I knew there was a reason I was giving Stephen Hawking's new PBS series a pass. I found out what it was last night, within 10 minutes.
The episode had something to do with Isaac Newton; or maybe it was the Enlightenment. I wasn't paying close attention at first, except that the story began with medieval times when people "believed" in "magic" (an idea that is really more modern than ancient, especially the way Hawking presented it; more as Harry Potter than with any authenticity. That seems like a minor quibble but it isn't; it just isn't something I can develop here, although this is fairly close**.) Hawking follows the crowd, giving Newton credit for replacing "magic" (his term, and obviously less volatile than "religion," but it's clear what he really means, and eliding the fact that Newton was an alchemist) with "science," and so setting us on the road to explaining, as he repeats, "why we are here."
"Magic," of course, has nothing to do with religion. Nor is religion (specifically Christianity, since both Newton and Hawking are products of a Christian culture, like it or not) about an explanation of the universe. Search the Hebrew Scriptures and the New Testament all you want, there is no explanation of the cosmos equivalent to anything the Pre-Socratics came up with.* The two Genesis stories are not about how the earth came to be, but why God is connected to the Creation: because God is the Creator. "Creator of the Universe" is the felicitous phrase of the Jews. But why are we here? The best answer I can give you is: because we are. There's nothing magical about it; but in the same sense, it is all miraculous.
“My mother was always at work, by day helping my father on the croft, and by night at wool and spinning, at night clothes and at day clothes for the family. My mother would be beseeching us to be careful in everything, to put value on time and to eschew idleness; that a night was coming in which no work could be done. She would be telling us about Mac Shiamain, and how he sought to be at work. If we were dilatory in putting on our clothes, and made an excuse for our prayers, my mother would say that God regarded heart and not speech, the mind and not the manner; and that we might clothe our souls with grace while clothing our bodies with raiment. My mother taught us what we should ask for in prayer, as she heard it from her own mother, and as she again heard it from the one who was before her.Quoted from Carmina Gadelica: Hymns and Incantations collected in the Highlands and Islands of Scotland in the Last Century, by Alexander Carmichael (Hudson, NY: Lindisfarne Press 1997), pp. 197, 621.
“My mother would be asking us to sing our morning song to God down in the backhouse, as Mary’s lark was singing up in the clouds, and as Christ’s mavis was singing it yonder in the tree, giving glory to the God of the creatures for the repose of the night, for the light of the day, and for the joy of life. She would tell us that every creature on the earth here below and in the ocean beneath and in the air above was giving glory to the great God of the creatures and the worlds, of the virtues and the blessings, and would we be dumb!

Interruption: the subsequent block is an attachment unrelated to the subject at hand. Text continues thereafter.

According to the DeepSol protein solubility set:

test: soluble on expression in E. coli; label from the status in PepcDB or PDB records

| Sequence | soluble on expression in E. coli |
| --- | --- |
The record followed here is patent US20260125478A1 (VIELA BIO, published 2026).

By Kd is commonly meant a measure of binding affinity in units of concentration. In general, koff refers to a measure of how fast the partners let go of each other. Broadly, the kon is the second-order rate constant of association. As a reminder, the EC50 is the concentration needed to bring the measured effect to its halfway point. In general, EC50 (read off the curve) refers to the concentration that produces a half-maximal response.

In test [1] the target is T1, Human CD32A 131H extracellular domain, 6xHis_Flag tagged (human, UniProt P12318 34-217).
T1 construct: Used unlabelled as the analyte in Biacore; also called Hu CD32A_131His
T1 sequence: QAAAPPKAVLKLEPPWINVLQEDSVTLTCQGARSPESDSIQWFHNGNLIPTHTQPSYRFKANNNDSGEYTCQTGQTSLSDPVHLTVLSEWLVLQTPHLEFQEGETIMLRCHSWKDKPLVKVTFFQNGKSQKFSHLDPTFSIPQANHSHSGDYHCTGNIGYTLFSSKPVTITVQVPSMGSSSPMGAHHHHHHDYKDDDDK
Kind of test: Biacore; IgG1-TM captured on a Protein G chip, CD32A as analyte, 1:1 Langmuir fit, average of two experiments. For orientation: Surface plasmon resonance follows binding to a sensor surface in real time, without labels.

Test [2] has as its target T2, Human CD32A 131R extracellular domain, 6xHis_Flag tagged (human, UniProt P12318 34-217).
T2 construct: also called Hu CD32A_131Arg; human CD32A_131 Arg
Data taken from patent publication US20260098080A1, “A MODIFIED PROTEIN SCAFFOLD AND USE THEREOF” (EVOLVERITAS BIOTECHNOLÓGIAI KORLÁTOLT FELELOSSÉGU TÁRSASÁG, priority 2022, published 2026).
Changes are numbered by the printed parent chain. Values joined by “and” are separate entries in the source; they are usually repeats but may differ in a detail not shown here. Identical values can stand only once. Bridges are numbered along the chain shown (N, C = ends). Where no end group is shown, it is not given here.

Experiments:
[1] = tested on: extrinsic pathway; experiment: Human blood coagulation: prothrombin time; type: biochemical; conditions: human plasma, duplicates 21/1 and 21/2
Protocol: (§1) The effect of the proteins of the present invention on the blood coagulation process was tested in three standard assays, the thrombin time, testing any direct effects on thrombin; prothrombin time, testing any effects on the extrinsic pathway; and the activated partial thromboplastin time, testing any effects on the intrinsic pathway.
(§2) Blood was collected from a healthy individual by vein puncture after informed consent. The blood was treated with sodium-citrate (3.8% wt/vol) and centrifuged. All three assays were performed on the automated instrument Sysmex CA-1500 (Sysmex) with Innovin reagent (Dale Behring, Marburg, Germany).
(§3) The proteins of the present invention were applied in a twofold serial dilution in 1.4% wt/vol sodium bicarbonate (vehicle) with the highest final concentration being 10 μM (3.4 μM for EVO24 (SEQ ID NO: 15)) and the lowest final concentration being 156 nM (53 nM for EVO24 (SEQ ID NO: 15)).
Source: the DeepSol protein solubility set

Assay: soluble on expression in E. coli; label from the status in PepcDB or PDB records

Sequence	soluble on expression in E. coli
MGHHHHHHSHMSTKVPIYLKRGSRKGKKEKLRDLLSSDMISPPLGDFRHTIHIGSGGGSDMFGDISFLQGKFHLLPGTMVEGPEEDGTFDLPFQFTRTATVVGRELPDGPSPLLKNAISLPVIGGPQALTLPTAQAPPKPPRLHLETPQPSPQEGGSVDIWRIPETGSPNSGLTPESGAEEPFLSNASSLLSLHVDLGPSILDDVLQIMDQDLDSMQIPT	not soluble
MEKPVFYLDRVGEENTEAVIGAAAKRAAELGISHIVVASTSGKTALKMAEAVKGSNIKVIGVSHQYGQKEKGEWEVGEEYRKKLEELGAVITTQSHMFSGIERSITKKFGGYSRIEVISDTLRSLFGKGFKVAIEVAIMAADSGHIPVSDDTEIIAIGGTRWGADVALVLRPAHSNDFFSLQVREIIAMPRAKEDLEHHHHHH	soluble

“My dear mother reared her children in food and clothing, in love and charity. My heart loves the earth in which my beloved mother rests.”
I was working up some notes the other day on themes in the Hebrew Scriptures and the Christian gospels. Not "a theme," because there isn't one; but themes. There are several, but to keep it to two closely related ones, there is "justice" and "covenant." "Covenant" is the more restrictive: it is what binds the God of Abraham to the children of Abraham, and them to their God. Justice, however, is of central importance to the prophets (the bulk of the Hebrew Scriptures), and to the gospels. Justice is not about why we are here, but how we should live since we are here. Covenant is the guidance to the children of Abraham to attain justice; and it is that attainment, per the vision of Isaiah, which will draw the nations (i.e., the Gentiles) to the "holy mountain." Not from coercion, or even conversion, but from desire to have what Israel has (and which, obviously, that nation-state does not yet have, but that's yet another discussion). There is no magic in the teachings of the prophets or the Law, any more than there is clear and rigid guidance in the parables of Jesus. Those parables are not simple allegories about how to be good, but subtle, complex stories that don't lead to any clear conclusion but keep us aware of how much we don't know, how much we never know. This is the essence of Hebraic thought: that we will always misunderstand justice, that we will always turn it to what benefits us.
And justice is never "just us." (sorry!)
Why are we here? That's not the important question. The important question is: what do we do now that we're here?
And science has bugger all to say about that; because the answer is not in "magic." And "magic," at least in its modern conception, is all that science has really replaced.
*Specific mentions of magic in the Hebrew Scriptures involve imposters who are not backed up by the Creator of the Universe. Strict monotheists that they were, the Hebrews had no room for alternative explanations for how the world worked: it all came from God. Which is part of the grievance of Job, but also the reason Jonah is so pissed off.
**Just building on some ideas there, but if, 700 years from now, "Game of Thrones" were to be resurrected and taught in schools (the video version or the print version), would it be proof that we believed dragons and zombies and magic were real? Is Dracula proof the English believed vampires were real in the 19th century? Is "Sir Gawain and the Green Knight" proof that people in the 14th century believed the beheading game was real, and not a literary trope?